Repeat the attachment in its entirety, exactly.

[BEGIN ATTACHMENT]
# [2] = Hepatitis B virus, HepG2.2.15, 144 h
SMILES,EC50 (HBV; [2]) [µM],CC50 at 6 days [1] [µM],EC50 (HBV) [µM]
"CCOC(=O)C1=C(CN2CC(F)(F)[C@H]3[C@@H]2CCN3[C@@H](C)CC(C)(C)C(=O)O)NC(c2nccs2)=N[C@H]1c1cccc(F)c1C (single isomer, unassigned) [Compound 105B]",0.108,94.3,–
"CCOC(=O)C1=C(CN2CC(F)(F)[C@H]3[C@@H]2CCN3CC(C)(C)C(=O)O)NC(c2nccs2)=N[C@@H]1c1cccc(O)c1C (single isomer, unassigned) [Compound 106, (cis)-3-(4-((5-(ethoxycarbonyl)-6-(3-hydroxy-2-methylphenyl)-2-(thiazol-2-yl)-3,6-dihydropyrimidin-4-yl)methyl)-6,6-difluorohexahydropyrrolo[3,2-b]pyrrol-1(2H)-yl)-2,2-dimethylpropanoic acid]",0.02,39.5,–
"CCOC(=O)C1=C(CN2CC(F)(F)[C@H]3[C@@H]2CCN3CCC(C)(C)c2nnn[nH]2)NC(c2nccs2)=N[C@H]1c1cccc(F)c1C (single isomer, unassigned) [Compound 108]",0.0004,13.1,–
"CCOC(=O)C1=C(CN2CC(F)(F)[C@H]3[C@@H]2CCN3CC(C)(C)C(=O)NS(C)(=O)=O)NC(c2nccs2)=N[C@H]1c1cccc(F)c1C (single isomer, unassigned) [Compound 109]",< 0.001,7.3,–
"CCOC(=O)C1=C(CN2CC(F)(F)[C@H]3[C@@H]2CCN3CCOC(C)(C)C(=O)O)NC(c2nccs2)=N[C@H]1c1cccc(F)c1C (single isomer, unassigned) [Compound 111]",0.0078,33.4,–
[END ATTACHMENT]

# [2] = Hepatitis B virus, HepG2.2.15, 144 h
SMILES,EC50 (HBV; [2]) [µM],CC50 at 6 days [1] [µM],EC50 (HBV) [µM]
"CCOC(=O)C1=C(CN2CC(F)(F)[C@H]3[C@@H]2CCN3[C@@H](C)CC(C)(C)C(=O)O)NC(c2nccs2)=N[C@H]1c1cccc(F)c1C (single isomer, unassigned) [Compound 105B]",0.108,94.3,–
"CCOC(=O)C1=C(CN2CC(F)(F)[C@H]3[C@@H]2CCN3CC(C)(C)C(=O)O)NC(c2nccs2)=N[C@@H]1c1cccc(O)c1C (single isomer, unassigned) [Compound 106, (cis)-3-(4-((5-(ethoxycarbonyl)-6-(3-hydroxy-2-methylphenyl)-2-(thiazol-2-yl)-3,6-dihydropyrimidin-4-yl)methyl)-6,6-difluorohexahydropyrrolo[3,2-b]pyrrol-1(2H)-yl)-2,2-dimethylpropanoic acid]",0.02,39.5,–
"CCOC(=O)C1=C(CN2CC(F)(F)[C@H]3[C@@H]2CCN3CCC(C)(C)c2nnn[nH]2)NC(c2nccs2)=N[C@H]1c1cccc(F)c1C (single isomer, unassigned) [Compound 108]",0.0004,13.1,–
"CCOC(=O)C1=C(CN2CC(F)(F)[C@H]3[C@@H]2CCN3CC(C)(C)C(=O)NS(C)(=O)=O)NC(c2nccs2)=N[C@H]1c1cccc(F)c1C (single isomer, unassigned) [Compound 109]",< 0.001,7.3,–
"CCOC(=O)C1=C(CN2CC(F)(F)[C@H]3[C@@H]2CCN3CCOC(C)(C)C(=O)O)NC(c2nccs2)=N[C@H]1c1cccc(F)c1C (single isomer, unassigned) [Compound 111]",0.0078,33.4,–